Five years ago today, the orca mother J35 — also known as Tahlequah — gave birth to a calf who died shortly thereafter. In response, Tahlequah proceeded to carry her daughter’s body across the Salish Sea for 17 days, a 1600 kilometre journey of mourning that went viral at the time.

I was among the millions worldwide who were touched by her odyssey. Years earlier, as a teenager, my father and brother passed away. When Tahlequah physicalized her experience of grief, seeming to dance with her child through the waves, it was wrenching to witness.

In a way, she gave me permission to feel the things I had struggled to express. As those deep emotions awakened in me, I became impassioned about Tahlequah and resolved to make a film giving voice to her actions.

Using animation to retell her true story, it took roughly 17 months — one for each of Tahlequah’s 17 days — to create the short film Tahlequah the Whale: A Dance of Grief.

I became impassioned about Tahlequah and resolved to make a film giving voice to her actions.

Working on the project was intensely emotional. Witnessing an animated Tahlequah holding her baby, I imagined my own mother cradling my brother’s head for the final time, after he died at 23 years of age.

Listening to our orchestral soundtrack, I heard a tribute to my late father Yakov, a renowned conductor, and his life’s work. But most of all, I thought of where the real Tahlequah might be and how my team and I could try to honour her.

With help from the Whale Museum in Friday Harbor, Wash., our film features actual archival audio of Tahlequah crying out as she carried her newborn, captured by hydrophones in 2018.

The responsibility to do her justice felt enormous.

The soundtrack of the short film Tahlequah the Whale: A Dance of Grief debuts July 24, which is also the fifth anniversary of the mother orca's 1,600-kilometre, 17-day journey to lay her daughter's body to rest.

In May 2023, Tahlequah had its world premiere at the Oscar-qualifying Animayo Film Festival in Gran Canaria, Spain. It was awarded the Special Mention of the Festival and continues to travel the festival circuit, counting Dr. Jane Goodall among its environmental supporters.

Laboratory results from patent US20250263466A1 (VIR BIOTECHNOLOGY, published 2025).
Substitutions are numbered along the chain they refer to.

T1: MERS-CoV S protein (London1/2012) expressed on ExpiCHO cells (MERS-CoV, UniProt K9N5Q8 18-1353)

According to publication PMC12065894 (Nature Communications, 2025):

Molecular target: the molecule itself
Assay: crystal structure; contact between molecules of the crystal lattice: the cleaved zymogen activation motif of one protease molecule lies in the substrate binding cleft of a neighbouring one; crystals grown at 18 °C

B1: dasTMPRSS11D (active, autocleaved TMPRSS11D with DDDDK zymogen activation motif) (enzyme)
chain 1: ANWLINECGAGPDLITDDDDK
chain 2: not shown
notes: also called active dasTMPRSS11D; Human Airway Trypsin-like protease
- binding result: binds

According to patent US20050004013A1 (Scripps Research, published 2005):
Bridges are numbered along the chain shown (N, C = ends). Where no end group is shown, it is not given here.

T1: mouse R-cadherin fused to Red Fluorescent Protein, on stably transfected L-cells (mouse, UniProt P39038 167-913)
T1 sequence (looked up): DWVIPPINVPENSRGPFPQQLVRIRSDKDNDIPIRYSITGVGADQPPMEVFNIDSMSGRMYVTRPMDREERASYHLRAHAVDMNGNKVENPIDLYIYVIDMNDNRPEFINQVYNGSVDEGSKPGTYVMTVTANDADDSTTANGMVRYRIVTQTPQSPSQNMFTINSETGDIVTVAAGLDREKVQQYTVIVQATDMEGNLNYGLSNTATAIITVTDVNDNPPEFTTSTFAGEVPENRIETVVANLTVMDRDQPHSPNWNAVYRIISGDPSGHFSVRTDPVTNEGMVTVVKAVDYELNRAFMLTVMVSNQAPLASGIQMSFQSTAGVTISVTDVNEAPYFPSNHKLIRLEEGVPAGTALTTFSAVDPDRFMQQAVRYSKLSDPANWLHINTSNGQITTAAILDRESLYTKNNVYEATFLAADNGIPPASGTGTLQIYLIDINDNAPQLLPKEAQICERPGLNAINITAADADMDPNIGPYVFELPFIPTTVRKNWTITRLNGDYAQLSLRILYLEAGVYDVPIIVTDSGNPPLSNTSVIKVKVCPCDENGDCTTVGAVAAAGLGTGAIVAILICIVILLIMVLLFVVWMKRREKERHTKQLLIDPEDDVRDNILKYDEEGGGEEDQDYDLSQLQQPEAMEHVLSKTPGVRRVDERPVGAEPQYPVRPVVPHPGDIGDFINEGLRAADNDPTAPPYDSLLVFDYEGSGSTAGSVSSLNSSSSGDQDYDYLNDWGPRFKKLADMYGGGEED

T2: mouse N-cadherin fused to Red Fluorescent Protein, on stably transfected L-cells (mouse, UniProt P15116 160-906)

When I watch the finished film, I feel as though my father and brother are alive again. It is an almost ecstatic experience. I hadn’t realized it at the time, but the project was partly an attempt to bring them back to life. But once the credits roll and the lights come up, I am snapped back to the reality that they are not returning, and that I have failed.

As I see it, grief is proportionate to how deeply we love someone. Just as matter cannot be created or destroyed, the vacuum of loss is filled with an equally sized love. If we allow it, that love can turbocharge us like a superpower and show us the best of who we really are.

After the film’s premiere, I hiked the Maspalomas sand dunes in Gran Canaria, reaching a gorgeous expanse of ocean. In the setting sun, with the dunes behind me, I scattered my father’s and brother’s ashes into the water and the wind. By finally letting go of her daughter’s body, Tahlequah helped me lay my own loved ones to rest.

Today, when I observe the beauty in the world, my grief reflects back the faces of my family. When I hear the pain of others, I often recognize the depths of despair that I, too, have endured. So while I cannot bring back the loved ones for whom I will always ache, the pain has made me infinitely richer.

And in the face of a changing climate that threatens humans and orcas alike, it is increasingly urgent that we use each loss to motivate change.

In 2020, Tahlequah gave birth to a son, J57, also known as Phoenix. From the ashes of her grief, another Phoenix may rise, if we allow it: we can take action now to save these endangered southern resident orcas.

We can remove the Lower Snake River dams that disrupt their food supply, reduce the Salish Sea pollution and vessel traffic that imperil them and secure a habitable planet for both ourselves and our orca kin.

Though the window to act is finite, we still have the power to ensure that Tahlequah never loses another child. What better monument could we make to a mother’s love?

Daniel Kreizberg is an award-winning filmmaker and actor based in New York City. He graduated with honours from NYU Tisch School of the Arts and made his stage debut performing at Carnegie Hall. In 2023, Daniel wrote, directed and narrated Tahlequah the Whale: A Dance of Grief, which is currently in film festivals. In addition, he is an accomplished producer and editor who has worked with a wide variety of companies.